Madonna of the Seven Moons
d. Arthur Crabtree / UK / 1945 / 110 mins
Viewed at: A3.03 @ UEA (Norwich, UK)
Ealing Studios may have all the prestige, all the historical monographs, all the cinematic retrospectives and DVD boxsets, but in the 1940s there was another very big studio on the British block – one that was much less interested in concepts of Englishness and consistently managed to put British bums on seats.
Gainsborough Pictures may have been portrayed as the ugly stepsister of the British film industry of the 1940s – pandering to the needs of the lowest common denominator with easily dismissible tripe – but one thing cannot be argued: in terms of popularity, Gainsborough – along with the similarly maligned British Lion – occupied a position way above Ealing or any other British studio before or since.
Starting as a sister studio to Gaumont-British, which was famed for its ‘quality’ productions, Gainsborough took care of melodramas, comedies and other assorted ‘B’ pictures. And yet, according to the Ultimate Film Chart – a list compiled by the BFI in 2004 detailing the top 100 films at the British box office according to admissions estimates – in amongst a top ten bulging with the likes of Gone with the Wind (1939), Star Wars (1977) and Titanic (1997) are three little known British films of the 1940s.
Herbert Wilcox’s British Lion production Spring in Park Lane (1948) is the first British film to appear (coming in at fifth), whilst Gainsborough’s The Wicked Lady (1946) and the unashamedly Gainsborough-esque The Seventh Veil (1945) – not only round out the top ten, but feature ahead of all manner of giant sharks, killer dinosaurs, boy wizards and friendly hobbits. (Ealing’s first appearance on the list, incidentally, was at twenty-nine with Basil Dearden’s 1950 Dixon of Dock Green progenitor, The Blue Lamp.)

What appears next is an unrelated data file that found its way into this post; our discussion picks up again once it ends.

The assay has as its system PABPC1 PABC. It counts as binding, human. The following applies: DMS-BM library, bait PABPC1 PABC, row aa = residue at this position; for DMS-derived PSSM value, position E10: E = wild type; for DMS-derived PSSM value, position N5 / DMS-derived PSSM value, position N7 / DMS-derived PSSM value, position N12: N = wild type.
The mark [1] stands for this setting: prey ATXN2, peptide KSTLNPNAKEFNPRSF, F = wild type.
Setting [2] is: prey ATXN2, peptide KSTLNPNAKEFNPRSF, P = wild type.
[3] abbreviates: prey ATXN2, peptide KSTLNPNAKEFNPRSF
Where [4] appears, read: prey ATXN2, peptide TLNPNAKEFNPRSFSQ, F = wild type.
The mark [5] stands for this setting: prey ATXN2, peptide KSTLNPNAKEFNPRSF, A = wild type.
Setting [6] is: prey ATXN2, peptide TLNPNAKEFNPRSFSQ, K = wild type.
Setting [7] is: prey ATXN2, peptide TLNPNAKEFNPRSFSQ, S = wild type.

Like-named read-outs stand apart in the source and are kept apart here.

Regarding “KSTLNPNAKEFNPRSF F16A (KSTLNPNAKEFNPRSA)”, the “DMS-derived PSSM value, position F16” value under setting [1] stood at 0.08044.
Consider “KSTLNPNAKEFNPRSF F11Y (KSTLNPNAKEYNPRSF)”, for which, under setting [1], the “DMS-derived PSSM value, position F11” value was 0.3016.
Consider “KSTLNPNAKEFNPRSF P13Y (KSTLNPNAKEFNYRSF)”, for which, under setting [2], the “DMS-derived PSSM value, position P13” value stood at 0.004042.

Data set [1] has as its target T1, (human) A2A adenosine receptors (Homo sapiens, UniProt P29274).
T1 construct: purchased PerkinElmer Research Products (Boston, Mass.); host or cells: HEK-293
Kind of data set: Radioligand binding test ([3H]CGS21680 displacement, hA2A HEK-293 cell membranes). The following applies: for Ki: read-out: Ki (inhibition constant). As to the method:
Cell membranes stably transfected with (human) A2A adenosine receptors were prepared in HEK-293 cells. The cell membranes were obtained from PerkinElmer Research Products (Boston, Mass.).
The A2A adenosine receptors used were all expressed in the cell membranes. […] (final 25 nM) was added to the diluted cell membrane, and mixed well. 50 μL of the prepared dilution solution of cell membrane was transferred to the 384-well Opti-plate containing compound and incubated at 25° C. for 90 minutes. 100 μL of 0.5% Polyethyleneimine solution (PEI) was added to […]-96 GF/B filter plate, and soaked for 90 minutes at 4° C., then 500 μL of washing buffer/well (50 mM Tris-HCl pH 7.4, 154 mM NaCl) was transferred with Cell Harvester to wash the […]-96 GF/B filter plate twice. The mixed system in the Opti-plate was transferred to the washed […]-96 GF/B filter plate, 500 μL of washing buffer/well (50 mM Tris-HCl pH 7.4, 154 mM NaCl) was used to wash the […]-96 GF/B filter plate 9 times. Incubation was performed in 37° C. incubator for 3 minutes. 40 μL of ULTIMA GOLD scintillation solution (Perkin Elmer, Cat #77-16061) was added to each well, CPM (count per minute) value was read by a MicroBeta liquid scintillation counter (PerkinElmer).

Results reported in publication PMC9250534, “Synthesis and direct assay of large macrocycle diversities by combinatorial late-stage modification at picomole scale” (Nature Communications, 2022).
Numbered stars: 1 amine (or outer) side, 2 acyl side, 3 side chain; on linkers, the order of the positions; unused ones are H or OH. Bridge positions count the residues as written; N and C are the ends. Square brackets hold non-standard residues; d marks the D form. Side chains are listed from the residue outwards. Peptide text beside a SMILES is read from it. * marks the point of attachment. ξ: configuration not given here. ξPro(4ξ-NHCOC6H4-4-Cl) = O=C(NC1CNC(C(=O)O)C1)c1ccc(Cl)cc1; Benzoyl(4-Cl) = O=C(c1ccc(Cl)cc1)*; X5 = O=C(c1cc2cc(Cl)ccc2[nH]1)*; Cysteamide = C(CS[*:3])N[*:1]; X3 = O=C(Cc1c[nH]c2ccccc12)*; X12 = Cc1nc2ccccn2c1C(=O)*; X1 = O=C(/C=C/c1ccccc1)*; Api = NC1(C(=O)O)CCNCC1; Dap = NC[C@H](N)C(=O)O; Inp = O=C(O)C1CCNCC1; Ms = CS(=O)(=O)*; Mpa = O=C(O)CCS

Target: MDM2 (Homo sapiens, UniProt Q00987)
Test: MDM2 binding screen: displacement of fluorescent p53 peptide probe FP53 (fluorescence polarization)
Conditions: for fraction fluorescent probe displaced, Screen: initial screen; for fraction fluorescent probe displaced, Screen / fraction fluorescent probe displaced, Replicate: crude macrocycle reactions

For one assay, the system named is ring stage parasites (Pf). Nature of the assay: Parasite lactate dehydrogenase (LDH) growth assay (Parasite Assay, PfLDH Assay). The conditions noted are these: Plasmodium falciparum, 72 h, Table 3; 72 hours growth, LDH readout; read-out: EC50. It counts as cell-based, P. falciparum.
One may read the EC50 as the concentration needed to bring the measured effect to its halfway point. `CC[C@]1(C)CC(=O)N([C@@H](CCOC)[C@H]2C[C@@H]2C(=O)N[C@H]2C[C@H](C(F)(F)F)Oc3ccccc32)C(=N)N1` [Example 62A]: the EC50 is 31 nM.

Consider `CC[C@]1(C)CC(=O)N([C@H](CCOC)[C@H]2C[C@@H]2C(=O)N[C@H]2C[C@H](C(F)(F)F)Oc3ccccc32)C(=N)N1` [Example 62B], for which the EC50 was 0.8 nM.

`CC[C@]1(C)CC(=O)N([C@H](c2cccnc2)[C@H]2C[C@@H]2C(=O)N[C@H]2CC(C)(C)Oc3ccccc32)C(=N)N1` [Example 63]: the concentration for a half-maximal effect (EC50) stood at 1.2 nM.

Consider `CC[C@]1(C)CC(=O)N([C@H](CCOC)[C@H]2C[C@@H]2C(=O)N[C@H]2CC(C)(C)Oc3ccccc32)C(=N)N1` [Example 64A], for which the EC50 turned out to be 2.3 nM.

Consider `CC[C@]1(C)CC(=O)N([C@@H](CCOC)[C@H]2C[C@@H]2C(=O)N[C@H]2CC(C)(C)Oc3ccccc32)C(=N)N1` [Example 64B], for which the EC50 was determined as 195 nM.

Although by no means as successful as The Wicked Lady, Arthur Crabtree’s Madonna of the Seven Moons is more or less typical of the kind of middling melodramatic fare peddled by Gainsborough in the 1940s, much of which was exceedingly popular nonetheless. The film itself is an entertaining but feeble attempt at a peculiar blend of Italian exoticism and English manners, in which a bunch of ‘Italians’ walk around with the plummiest accents you’ve ever heard. They may have Italian names, but these characters are more English than at least half of England.
In fact, none of the major characters here are wholly likable, each possessing something in their personality that is downright contemptible. And the incongruities don’t stop there. The very basis of the film – that Phyllis Calvert (here looking a lot like Britain’s answer to Bette Davis) plays a character with such severe Schizophrenia that she disappears for months on end into a completely different life and emerges from it with absolutely no memory of what has happened – is purely preposterous.
But somehow it works – and not in terms of that post-ironic, high campness that is often attributed to older films – but simply because it remains engaging. Indeed, its easy to see why, when Britain was most in need of escapism, the Gainsborough melodramas delivered so very well. And if no one does entertainingly confused muddle as well as the British, no British studio did it better than Gainsborough.